Books by Chip R. Bell

NON-FICTION
Released: Feb. 9, 2000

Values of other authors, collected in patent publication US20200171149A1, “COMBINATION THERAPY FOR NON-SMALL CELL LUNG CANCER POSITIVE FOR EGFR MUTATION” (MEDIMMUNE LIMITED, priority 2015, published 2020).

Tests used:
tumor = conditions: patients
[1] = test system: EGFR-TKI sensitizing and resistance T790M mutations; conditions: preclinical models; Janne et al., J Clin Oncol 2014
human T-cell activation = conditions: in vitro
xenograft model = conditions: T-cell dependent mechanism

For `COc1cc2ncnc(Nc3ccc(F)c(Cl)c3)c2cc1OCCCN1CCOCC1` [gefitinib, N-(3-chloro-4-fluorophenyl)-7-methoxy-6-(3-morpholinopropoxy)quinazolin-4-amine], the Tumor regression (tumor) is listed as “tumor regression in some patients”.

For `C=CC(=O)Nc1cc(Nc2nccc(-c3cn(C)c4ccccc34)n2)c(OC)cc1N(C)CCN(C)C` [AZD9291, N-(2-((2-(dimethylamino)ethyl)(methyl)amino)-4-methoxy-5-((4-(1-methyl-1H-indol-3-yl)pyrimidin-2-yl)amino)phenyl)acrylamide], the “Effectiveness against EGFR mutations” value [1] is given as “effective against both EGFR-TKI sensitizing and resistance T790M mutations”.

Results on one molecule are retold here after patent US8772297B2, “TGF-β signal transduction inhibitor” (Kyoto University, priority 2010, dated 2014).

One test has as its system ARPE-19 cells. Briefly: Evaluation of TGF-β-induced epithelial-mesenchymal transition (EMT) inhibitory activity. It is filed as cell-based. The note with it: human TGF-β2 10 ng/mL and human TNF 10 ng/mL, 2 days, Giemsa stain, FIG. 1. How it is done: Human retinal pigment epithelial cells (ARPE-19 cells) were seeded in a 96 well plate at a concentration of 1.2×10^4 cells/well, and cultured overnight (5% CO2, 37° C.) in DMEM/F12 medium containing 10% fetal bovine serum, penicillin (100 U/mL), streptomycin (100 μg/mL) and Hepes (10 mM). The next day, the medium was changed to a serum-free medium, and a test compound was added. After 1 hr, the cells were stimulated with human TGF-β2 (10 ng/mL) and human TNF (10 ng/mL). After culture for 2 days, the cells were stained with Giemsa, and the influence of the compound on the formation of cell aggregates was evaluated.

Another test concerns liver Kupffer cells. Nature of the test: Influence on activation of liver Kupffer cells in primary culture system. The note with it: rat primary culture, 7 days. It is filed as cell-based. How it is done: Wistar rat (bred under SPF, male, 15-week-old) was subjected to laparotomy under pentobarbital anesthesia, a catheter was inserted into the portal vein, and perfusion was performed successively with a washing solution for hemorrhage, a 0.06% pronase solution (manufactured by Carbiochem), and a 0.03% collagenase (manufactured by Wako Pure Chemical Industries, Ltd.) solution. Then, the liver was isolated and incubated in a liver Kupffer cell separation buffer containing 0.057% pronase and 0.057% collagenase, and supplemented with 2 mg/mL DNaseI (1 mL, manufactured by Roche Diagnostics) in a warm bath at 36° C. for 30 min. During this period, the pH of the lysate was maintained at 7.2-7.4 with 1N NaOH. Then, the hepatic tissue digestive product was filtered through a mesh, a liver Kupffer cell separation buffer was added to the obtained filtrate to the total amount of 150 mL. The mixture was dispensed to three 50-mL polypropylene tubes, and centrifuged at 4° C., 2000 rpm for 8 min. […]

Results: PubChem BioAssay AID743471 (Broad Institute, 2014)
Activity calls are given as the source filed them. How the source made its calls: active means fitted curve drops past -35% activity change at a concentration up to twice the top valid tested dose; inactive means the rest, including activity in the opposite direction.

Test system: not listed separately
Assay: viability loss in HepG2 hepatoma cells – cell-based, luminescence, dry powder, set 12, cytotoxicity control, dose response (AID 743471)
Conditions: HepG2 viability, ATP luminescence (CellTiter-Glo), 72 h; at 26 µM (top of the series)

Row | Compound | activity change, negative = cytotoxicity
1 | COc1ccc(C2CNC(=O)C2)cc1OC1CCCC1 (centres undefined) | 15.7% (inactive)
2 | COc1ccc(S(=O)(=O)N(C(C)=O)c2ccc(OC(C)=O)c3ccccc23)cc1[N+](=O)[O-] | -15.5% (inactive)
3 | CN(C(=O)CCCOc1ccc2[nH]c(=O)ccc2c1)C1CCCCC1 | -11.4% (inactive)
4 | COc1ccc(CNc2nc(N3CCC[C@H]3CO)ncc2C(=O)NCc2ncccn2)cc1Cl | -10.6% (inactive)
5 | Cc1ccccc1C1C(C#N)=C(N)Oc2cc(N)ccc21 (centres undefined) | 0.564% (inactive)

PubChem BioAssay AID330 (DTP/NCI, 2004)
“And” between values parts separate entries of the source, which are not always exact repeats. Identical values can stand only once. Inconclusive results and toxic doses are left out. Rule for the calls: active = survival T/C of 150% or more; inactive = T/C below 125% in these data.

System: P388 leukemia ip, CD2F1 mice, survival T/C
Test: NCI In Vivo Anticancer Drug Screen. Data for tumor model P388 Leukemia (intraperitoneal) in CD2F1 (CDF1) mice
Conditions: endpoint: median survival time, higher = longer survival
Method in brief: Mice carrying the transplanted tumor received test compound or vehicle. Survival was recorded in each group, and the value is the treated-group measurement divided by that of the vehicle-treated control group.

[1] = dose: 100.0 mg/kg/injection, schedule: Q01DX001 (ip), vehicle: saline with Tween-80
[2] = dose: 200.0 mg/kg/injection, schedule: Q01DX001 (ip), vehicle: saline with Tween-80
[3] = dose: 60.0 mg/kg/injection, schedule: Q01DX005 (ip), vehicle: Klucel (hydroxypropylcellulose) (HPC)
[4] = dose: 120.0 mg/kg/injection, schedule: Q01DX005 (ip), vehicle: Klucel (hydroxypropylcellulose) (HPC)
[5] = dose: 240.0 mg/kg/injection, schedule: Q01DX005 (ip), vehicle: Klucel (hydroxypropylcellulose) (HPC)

Sensible and decent, albeit hyperventilated and not exactly original, behavioral advice for business managers in the new millennium, served up by consultants Bell and Harari. Wile E. Coyote is the foil and Road Runner the paragon in this management handbook. One is conniving, secretive, grim, myopic, mired in convention (Wile E. wears gray flannel); the other is fluid, improvisational, artful, and visionary, a trickster in Technicolor threads. Gathered under their aegis is a host of guidelines the authors consider life forces for conducting business. Get beyond the paradigm, they counsel, for there is no paradigm any longer. The age of computers and the Internet requires freethinking and risk-taking. The workplace will rarely have four walls and a nice view at the top; hierarchy gives way to egalitarianism and flexibility; power is about influence, not fear; a no-time mindset—the kind that drives freelancers—rules. The player in the newly dominant digital marketplace will be as nimble as that medium's circulation of information and capital, and the key words are speed, speed, speed, constrained only by honor and principle. Cross-fertilization will erode the false boundaries that obscure the big picture, and only the most unpredictable will be able to grab the attention of the crowd glued to their monitors. A jittery format of boxes, halftones, and a clipped text structures the book, yet there are also numerous examples that help ground Bell and Harari's potentially vacuous enjoinders to be ingenious, imaginative, and intuitive. Beneath their caffeine high, they're strong advocates of the currently trendy business humanism, which argues that anti-authoritarian, collegial work equals life, because that's where you want to be. Standard business leadership exhortations, already well-trafficked by the likes of Tom Peters and, for that matter, good old Road Runner himself. (B&w cartoons throughout) ($100,000 ad/promo) Read full book review >